You spend .some time in the stores
the week before Christmas. In the
turmoil of tardy shopping your gifts
arc likely to be misfits. Even if
they prove acceptable, you have put
new wrinkles into the faces of
girls who have toiled long hours for
days or weeks at top speed. Query,
how much peace and good will has
your gift added to the world?
The salespeople with whom you
come in contact arc not all that
your shopping touches.- There is the
scrambling army of expressmen and
mail clerks and carriers. There is
the pathetic underworld of workers
In the candy and notion factories,
down to the conscript bands of chil
dren whpsc pattering feet are drawn
into the whirl of the machine.
The world should have learned a
lot of things in 1912 years. In most
ways it has. When you compare the
life of the Hcthlchem shepherd,
under the starry .sky and the wind
of the morning, with the Christmas
shop girl trying to wait on a dozen
snappish customers at once, the
shepherd of the year One seems to
have fared the better.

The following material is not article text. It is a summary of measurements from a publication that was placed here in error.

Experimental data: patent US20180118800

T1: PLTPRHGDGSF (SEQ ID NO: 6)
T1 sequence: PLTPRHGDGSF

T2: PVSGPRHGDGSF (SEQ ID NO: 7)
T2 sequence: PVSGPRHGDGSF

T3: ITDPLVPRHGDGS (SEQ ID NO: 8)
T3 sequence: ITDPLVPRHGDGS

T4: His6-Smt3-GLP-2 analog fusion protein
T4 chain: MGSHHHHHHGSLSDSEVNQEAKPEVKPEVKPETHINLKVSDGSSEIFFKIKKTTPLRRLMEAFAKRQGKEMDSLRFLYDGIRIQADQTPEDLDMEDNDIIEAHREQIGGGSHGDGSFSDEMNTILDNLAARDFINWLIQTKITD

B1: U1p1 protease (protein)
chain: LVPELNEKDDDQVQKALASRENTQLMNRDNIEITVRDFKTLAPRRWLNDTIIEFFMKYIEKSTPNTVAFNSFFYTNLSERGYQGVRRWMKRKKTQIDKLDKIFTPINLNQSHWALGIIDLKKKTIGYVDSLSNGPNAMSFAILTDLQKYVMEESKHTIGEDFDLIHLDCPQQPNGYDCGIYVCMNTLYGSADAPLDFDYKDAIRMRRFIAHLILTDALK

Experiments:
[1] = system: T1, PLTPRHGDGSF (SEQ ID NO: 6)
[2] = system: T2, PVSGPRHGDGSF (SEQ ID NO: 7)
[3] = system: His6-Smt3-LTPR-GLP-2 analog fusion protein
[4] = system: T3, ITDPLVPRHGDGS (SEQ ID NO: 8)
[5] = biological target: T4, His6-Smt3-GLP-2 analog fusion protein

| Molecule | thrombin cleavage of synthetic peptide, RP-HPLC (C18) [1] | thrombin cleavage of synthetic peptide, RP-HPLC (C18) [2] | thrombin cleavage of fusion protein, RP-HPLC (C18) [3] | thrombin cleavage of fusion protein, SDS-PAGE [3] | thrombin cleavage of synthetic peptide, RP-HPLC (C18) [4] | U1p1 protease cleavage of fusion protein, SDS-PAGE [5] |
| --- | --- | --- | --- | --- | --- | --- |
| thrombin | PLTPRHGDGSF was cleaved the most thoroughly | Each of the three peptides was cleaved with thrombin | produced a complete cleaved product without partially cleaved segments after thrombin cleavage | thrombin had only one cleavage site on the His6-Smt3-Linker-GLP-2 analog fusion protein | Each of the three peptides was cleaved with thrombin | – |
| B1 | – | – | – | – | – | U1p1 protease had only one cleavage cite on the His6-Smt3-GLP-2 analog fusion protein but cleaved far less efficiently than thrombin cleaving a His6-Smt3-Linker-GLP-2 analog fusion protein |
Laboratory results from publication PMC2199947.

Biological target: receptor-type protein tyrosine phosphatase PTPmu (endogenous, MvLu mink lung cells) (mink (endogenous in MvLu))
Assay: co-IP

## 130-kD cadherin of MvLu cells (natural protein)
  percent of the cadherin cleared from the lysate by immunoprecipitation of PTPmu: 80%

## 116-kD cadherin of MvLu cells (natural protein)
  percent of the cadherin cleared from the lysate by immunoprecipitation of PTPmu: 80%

The plain fact is that during the
fortnight before Christmas, thou
sands of working people must suffer
serious injury to health, because of
the prevailing principle of never do
ing today what you can put off un
Why not buy your Christmas gifts
today, this week?
You will find fuller stocks. You
will find those stocks fresh, clean,
unhandlcd, uupawed. The merchant
will shake hands with you and give
you intimate tips on bargains. The
clerk will smile her sweetest.
Then you can say Merry Christ
mas with a cheery heart. You can
feel that you have done what you
could for a Christmas that shall be
like that of Hetlilcheni for peace,
good will, and ordinary humanity
and common sense.
Nearly a hunter per day has been
killed in the forests of Michigan
during the fall shooting season. In
Wisconsin 12 hunters were killed
and 10 dangerously wounded. Al
most everywhere serious accidents.
In the wide spaces of the great
West there arc still vast tracts
where the hunter can blaze away
and hit nothing more vulnerable
than a mountain. In the rest of
the country, the areas of wild land
arc yearly becoming more contract
ed. The time Is coming when near
ly every piece of woodland will be
within range of someone's back
livery year there arc more hunt
ers and less game. Which produces
a little more intense eagerness on
the part of the sportsman, and a
quicker pull on the trigger.
Probably the worst trouble does
not come from the men who have
the reputation of being the most
reckless. The cowboy may pull his